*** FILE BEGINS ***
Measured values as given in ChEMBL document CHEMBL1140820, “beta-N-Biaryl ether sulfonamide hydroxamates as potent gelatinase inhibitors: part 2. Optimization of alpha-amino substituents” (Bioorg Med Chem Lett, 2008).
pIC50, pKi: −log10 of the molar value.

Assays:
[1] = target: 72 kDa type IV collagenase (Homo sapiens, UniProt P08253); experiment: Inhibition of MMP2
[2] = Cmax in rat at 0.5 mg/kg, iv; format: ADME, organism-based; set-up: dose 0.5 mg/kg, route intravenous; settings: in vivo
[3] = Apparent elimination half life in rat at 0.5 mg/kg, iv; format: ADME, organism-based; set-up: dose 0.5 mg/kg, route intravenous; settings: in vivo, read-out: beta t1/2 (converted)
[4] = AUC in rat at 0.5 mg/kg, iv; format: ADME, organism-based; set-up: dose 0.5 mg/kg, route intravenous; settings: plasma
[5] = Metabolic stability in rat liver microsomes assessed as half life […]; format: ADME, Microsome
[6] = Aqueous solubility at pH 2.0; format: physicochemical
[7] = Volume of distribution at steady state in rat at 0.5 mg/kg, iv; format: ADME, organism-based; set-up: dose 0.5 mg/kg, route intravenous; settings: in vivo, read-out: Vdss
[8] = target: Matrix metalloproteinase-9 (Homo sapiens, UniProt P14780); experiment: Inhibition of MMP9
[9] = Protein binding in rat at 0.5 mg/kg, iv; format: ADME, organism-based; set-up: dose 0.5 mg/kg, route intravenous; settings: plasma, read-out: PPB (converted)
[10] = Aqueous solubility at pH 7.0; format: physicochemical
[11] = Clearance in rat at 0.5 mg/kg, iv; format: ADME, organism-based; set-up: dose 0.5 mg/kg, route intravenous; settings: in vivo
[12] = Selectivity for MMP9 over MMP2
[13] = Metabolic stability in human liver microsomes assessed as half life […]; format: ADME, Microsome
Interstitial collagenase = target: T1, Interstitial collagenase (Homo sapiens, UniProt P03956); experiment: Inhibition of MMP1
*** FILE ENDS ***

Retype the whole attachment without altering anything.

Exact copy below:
Measured values as given in ChEMBL document CHEMBL1140820, “beta-N-Biaryl ether sulfonamide hydroxamates as potent gelatinase inhibitors: part 2. Optimization of alpha-amino substituents” (Bioorg Med Chem Lett, 2008).
pIC50, pKi: −log10 of the molar value.

Assays:
[1] = target: 72 kDa type IV collagenase (Homo sapiens, UniProt P08253); experiment: Inhibition of MMP2
[2] = Cmax in rat at 0.5 mg/kg, iv; format: ADME, organism-based; set-up: dose 0.5 mg/kg, route intravenous; settings: in vivo
[3] = Apparent elimination half life in rat at 0.5 mg/kg, iv; format: ADME, organism-based; set-up: dose 0.5 mg/kg, route intravenous; settings: in vivo, read-out: beta t1/2 (converted)
[4] = AUC in rat at 0.5 mg/kg, iv; format: ADME, organism-based; set-up: dose 0.5 mg/kg, route intravenous; settings: plasma
[5] = Metabolic stability in rat liver microsomes assessed as half life […]; format: ADME, Microsome
[6] = Aqueous solubility at pH 2.0; format: physicochemical
[7] = Volume of distribution at steady state in rat at 0.5 mg/kg, iv; format: ADME, organism-based; set-up: dose 0.5 mg/kg, route intravenous; settings: in vivo, read-out: Vdss
[8] = target: Matrix metalloproteinase-9 (Homo sapiens, UniProt P14780); experiment: Inhibition of MMP9
[9] = Protein binding in rat at 0.5 mg/kg, iv; format: ADME, organism-based; set-up: dose 0.5 mg/kg, route intravenous; settings: plasma, read-out: PPB (converted)
[10] = Aqueous solubility at pH 7.0; format: physicochemical
[11] = Clearance in rat at 0.5 mg/kg, iv; format: ADME, organism-based; set-up: dose 0.5 mg/kg, route intravenous; settings: in vivo
[12] = Selectivity for MMP9 over MMP2
[13] = Metabolic stability in human liver microsomes assessed as half life […]; format: ADME, Microsome
Interstitial collagenase = target: T1, Interstitial collagenase (Homo sapiens, UniProt P03956); experiment: Inhibition of MMP1